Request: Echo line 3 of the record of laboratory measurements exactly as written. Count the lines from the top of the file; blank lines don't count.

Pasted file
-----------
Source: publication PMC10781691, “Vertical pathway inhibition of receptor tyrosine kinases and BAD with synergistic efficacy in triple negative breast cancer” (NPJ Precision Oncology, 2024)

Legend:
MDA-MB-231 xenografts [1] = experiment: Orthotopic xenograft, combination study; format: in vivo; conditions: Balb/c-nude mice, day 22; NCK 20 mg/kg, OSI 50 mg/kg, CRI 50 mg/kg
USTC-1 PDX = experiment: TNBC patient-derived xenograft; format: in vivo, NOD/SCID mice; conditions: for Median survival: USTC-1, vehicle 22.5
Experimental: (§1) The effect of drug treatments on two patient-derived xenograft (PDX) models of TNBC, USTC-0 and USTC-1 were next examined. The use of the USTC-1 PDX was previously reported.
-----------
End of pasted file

MDA-MB-231 xenografts [1] = experiment: Orthotopic xenograft, combination study; format: in vivo; conditions: Balb/c-nude mice, day 22; NCK 20 mg/kg, OSI 50 mg/kg, CRI 50 mg/kg